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403(b) contribution limits?

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zinjanthropus

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$15,500 is the IRS limit, right? Are there any income limits or limits on how much is tax-sheltered? Can an employer limit your contributions to a number < $15K?

Finally - is it up to the employer or to the IRS whether or not you can catch up later to years where you didn't max out your plan?

Thanks.
 
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southerndoc

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Your employer cannot limit your contributions smaller than the IRS limit.

The IRS is the only one that can say you are eligible for catch up contributions, which are effective after reaching 50 years of age.

The IRS and ERISA both have special regulations concerning high income employees, which limits preferential treatment to those earning high incomes. In those cases, employer match may be significantly less than with regular employees. As a resident, this shouldn't be a problem for you now, but could pop up when you become an attending.

In addition to your employer-sponsored retirement account, you will be eligible to contribute the maximum amount to a Roth IRA so long as your income isn't too high.

One thing to keep in mind is that 401(k)'s and 403(b)'s are protected from bankruptcy and lawsuits. IRA protection varies by state, with most states offering no protection. Food for thought when you finish residency and go to transfer your retirement accounts into a Rollover, Roth conversion, etc.
 

The White Coat Investor

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$15,500 is the IRS limit, right? Are there any income limits or limits on how much is tax-sheltered? Can an employer limit your contributions to a number < $15K?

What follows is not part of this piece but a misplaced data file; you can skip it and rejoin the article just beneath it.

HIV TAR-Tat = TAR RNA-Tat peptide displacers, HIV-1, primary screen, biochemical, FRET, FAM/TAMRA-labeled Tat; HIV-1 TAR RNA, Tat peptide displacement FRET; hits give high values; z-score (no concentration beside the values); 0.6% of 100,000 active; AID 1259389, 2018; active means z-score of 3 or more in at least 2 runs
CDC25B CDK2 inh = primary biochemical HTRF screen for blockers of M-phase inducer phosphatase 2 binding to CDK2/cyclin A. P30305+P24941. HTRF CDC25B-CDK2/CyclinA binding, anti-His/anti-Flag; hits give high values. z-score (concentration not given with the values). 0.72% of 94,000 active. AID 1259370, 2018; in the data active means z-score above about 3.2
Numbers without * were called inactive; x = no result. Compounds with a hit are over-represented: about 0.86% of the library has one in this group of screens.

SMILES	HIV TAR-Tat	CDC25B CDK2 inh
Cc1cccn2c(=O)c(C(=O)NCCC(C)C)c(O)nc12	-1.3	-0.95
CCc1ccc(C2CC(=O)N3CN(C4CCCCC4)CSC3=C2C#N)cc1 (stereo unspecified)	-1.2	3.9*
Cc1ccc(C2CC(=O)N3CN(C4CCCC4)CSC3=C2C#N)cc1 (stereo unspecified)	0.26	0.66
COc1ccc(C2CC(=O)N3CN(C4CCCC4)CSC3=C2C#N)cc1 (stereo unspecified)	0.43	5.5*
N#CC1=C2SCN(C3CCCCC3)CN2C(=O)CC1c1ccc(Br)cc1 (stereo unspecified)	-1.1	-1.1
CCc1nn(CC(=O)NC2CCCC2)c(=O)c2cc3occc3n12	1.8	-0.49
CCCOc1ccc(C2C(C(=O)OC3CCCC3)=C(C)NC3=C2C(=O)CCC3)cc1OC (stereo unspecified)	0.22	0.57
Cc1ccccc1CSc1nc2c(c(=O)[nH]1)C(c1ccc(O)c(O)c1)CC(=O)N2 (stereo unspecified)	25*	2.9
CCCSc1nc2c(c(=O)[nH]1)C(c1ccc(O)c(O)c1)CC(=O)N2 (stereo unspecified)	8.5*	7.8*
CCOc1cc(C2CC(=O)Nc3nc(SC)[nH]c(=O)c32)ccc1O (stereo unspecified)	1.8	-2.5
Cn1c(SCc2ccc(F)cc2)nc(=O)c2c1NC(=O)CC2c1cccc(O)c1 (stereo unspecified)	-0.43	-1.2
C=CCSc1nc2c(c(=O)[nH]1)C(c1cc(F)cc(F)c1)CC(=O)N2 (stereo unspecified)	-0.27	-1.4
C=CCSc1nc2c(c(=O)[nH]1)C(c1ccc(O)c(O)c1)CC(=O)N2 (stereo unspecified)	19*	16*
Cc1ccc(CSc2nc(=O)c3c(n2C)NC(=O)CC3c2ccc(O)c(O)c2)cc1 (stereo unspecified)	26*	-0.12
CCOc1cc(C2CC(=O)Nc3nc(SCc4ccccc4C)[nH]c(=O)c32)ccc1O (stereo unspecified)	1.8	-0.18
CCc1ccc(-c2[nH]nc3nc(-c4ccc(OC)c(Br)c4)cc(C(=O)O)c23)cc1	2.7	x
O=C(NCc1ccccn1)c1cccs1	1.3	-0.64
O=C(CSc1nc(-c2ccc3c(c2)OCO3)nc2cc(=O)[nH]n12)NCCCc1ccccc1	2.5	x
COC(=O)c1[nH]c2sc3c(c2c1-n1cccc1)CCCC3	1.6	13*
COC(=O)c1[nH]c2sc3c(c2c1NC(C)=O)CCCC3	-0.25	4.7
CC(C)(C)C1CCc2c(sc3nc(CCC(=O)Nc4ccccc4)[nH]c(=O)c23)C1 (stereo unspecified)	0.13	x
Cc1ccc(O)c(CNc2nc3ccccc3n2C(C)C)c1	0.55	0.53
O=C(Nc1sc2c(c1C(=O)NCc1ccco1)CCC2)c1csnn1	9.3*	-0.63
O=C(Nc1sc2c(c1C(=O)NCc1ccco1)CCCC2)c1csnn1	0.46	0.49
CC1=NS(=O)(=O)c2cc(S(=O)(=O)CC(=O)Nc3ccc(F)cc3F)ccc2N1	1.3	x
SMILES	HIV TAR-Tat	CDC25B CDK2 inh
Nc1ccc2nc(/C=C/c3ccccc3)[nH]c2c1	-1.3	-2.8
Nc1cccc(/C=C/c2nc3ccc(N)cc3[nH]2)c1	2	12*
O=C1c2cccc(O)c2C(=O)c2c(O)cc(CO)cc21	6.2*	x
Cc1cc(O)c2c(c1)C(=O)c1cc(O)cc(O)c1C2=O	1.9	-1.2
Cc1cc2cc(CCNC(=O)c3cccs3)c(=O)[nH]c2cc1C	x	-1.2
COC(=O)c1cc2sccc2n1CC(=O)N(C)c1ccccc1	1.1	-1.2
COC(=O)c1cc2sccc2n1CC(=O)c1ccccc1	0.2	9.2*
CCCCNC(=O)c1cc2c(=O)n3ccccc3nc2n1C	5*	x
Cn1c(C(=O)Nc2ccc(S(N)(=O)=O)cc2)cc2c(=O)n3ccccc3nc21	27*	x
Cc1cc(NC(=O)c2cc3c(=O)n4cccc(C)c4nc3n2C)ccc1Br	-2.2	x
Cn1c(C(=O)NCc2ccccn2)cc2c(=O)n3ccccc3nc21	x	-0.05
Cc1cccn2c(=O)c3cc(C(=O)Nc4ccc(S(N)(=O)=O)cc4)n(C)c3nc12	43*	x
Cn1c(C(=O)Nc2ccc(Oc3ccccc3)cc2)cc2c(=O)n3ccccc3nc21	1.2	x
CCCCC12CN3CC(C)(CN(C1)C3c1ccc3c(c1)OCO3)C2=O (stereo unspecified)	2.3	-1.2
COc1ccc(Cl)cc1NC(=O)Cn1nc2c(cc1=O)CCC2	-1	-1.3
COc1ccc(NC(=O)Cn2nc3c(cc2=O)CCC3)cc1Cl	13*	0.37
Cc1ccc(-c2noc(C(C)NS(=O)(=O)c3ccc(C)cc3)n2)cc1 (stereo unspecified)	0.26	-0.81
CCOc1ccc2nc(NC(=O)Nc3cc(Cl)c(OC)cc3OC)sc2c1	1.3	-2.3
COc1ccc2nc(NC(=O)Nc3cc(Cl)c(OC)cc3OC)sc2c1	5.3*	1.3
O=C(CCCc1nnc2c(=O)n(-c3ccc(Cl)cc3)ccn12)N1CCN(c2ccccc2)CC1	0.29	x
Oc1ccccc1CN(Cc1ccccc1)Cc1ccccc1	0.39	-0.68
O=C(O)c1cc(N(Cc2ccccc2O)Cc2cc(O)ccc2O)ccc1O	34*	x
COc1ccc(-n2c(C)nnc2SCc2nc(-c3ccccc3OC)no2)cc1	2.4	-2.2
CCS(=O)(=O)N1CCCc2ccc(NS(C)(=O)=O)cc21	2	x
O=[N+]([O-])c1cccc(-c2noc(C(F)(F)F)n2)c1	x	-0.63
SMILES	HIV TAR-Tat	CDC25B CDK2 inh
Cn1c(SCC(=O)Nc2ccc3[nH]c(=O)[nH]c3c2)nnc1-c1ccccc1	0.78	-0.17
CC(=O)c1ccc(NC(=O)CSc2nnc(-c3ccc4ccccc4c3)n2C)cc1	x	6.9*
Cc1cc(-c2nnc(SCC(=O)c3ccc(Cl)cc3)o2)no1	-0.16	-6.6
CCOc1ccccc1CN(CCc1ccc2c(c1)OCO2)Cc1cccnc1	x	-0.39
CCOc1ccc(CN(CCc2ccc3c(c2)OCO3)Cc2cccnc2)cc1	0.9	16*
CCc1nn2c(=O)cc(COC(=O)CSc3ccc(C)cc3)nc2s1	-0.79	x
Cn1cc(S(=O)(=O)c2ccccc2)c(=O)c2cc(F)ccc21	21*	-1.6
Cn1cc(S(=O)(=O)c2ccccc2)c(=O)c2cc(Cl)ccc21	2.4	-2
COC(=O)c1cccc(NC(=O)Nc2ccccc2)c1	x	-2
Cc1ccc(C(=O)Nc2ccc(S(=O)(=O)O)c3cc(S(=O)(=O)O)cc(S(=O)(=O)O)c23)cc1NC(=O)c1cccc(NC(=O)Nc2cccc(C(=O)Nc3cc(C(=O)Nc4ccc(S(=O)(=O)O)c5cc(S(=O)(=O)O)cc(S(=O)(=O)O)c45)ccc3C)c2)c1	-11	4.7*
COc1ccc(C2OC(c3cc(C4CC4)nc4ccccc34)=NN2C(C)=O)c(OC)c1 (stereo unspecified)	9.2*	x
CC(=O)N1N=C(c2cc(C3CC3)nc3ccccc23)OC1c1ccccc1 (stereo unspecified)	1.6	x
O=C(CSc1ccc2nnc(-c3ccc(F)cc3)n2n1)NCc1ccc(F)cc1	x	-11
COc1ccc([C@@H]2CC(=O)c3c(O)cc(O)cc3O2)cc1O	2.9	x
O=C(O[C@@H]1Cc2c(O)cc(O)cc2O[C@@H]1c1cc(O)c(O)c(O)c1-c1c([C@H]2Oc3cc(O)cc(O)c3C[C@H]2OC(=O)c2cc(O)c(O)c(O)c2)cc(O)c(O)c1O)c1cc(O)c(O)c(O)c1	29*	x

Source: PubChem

Finally - is it up to the employer or to the IRS whether or not you can catch up later to years where you didn't max out your plan?

Thanks.

Like with the Roth IRA, you cannot "catch-up" later. Otherwise hardly anyone would have a taxable investing account. We'd just make "catch-up" contributions for the first two decades of our life. "But I just couldn't come up with $15K while I was sucking on my pacifier" doesn't fly with the IRS.
 

Bobblehead

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southerndoc

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No protection from lawsuits though, which is the primary thing physicians need to be concerned with. Laws vary by state.

"BAPCA only applies to bankruptcies. These protections do not shield an investor's IRA assets from other types of judgments, such as civil lawsuits. Qualified retirement plans, however, because of ERISA, are protected from both bankruptcies and other types of judgments."

Also, even during bankruptcy, IRA's are limited to $1 mil indexed for inflation, whereas 403(b)'s and 401(k)'s are limitless.
 
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